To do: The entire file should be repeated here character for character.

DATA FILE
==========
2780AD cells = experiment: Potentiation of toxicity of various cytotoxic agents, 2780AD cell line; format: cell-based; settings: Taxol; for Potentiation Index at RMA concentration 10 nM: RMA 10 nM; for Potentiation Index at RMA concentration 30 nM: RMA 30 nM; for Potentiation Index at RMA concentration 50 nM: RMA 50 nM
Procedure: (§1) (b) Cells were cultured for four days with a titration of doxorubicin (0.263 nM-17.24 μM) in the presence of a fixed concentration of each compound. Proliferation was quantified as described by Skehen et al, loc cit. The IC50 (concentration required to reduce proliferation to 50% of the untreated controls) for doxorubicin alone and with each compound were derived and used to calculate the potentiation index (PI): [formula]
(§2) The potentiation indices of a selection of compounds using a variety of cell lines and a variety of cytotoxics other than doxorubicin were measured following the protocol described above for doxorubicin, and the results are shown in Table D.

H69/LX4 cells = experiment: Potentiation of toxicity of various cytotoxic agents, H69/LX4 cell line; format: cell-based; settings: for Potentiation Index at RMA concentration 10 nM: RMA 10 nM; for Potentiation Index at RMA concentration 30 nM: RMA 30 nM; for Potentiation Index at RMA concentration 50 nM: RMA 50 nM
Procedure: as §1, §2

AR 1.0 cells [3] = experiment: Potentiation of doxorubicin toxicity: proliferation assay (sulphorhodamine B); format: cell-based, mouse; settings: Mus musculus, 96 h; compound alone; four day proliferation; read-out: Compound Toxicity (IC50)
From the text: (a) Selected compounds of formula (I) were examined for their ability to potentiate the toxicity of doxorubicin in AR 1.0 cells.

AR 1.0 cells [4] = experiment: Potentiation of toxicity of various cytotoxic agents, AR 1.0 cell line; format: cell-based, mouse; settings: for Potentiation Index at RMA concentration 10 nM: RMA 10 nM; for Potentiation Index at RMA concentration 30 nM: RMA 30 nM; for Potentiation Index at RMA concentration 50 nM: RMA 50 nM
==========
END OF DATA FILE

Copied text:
2780AD cells = experiment: Potentiation of toxicity of various cytotoxic agents, 2780AD cell line; format: cell-based; settings: Taxol; for Potentiation Index at RMA concentration 10 nM: RMA 10 nM; for Potentiation Index at RMA concentration 30 nM: RMA 30 nM; for Potentiation Index at RMA concentration 50 nM: RMA 50 nM
Procedure: (§1) (b) Cells were cultured for four days with a titration of doxorubicin (0.263 nM-17.24 μM) in the presence of a fixed concentration of each compound. Proliferation was quantified as described by Skehen et al, loc cit. The IC50 (concentration required to reduce proliferation to 50% of the untreated controls) for doxorubicin alone and with each compound were derived and used to calculate the potentiation index (PI): [formula]
(§2) The potentiation indices of a selection of compounds using a variety of cell lines and a variety of cytotoxics other than doxorubicin were measured following the protocol described above for doxorubicin, and the results are shown in Table D.

H69/LX4 cells = experiment: Potentiation of toxicity of various cytotoxic agents, H69/LX4 cell line; format: cell-based; settings: for Potentiation Index at RMA concentration 10 nM: RMA 10 nM; for Potentiation Index at RMA concentration 30 nM: RMA 30 nM; for Potentiation Index at RMA concentration 50 nM: RMA 50 nM
Procedure: as §1, §2

AR 1.0 cells [3] = experiment: Potentiation of doxorubicin toxicity: proliferation assay (sulphorhodamine B); format: cell-based, mouse; settings: Mus musculus, 96 h; compound alone; four day proliferation; read-out: Compound Toxicity (IC50)
From the text: (a) Selected compounds of formula (I) were examined for their ability to potentiate the toxicity of doxorubicin in AR 1.0 cells.

AR 1.0 cells [4] = experiment: Potentiation of toxicity of various cytotoxic agents, AR 1.0 cell line; format: cell-based, mouse; settings: for Potentiation Index at RMA concentration 10 nM: RMA 10 nM; for Potentiation Index at RMA concentration 30 nM: RMA 30 nM; for Potentiation Index at RMA concentration 50 nM: RMA 50 nM